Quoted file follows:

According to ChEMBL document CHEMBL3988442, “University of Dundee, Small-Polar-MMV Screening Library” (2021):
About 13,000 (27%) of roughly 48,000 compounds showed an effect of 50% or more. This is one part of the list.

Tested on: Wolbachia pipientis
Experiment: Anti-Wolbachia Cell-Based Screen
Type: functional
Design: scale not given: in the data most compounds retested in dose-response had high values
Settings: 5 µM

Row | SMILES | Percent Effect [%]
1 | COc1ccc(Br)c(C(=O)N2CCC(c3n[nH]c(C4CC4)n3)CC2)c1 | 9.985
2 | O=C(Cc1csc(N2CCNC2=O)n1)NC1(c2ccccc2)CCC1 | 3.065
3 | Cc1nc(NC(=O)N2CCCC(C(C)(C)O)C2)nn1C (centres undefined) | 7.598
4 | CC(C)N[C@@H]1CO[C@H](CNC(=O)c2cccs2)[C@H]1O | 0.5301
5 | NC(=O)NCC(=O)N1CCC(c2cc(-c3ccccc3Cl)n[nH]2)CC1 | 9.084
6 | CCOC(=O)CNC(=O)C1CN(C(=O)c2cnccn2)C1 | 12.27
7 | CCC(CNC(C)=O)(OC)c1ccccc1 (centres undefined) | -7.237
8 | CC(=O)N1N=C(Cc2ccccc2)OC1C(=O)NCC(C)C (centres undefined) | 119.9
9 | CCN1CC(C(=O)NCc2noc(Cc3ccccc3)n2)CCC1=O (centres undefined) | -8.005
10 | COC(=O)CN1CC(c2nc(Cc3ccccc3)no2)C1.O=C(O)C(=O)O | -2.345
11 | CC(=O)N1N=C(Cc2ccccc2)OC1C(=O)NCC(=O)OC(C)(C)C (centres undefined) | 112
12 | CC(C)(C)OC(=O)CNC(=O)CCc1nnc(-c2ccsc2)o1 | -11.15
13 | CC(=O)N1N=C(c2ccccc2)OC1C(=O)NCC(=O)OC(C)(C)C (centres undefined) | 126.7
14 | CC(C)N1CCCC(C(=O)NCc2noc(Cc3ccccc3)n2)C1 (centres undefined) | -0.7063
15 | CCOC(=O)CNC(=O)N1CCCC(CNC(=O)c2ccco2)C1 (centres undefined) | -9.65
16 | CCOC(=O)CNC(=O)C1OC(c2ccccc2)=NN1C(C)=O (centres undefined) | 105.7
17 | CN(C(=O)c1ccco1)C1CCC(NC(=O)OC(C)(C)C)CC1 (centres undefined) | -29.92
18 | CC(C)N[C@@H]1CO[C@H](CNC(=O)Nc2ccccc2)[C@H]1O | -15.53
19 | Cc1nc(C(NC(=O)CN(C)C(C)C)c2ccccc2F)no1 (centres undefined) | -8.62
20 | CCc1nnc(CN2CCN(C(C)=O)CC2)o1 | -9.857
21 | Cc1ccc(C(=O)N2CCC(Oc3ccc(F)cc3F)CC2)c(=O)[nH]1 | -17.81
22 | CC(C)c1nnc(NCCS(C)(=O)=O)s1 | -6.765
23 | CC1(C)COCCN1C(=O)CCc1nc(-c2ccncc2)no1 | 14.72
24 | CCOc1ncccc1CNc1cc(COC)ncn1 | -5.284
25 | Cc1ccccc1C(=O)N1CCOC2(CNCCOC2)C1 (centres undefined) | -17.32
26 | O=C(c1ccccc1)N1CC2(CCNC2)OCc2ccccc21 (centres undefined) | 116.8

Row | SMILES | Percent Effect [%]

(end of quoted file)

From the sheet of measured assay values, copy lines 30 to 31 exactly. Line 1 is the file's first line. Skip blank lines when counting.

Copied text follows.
22 | CC(C)c1nnc(NCCS(C)(=O)=O)s1 | -6.765
23 | CC1(C)COCCN1C(=O)CCc1nc(-c2ccncc2)no1 | 14.72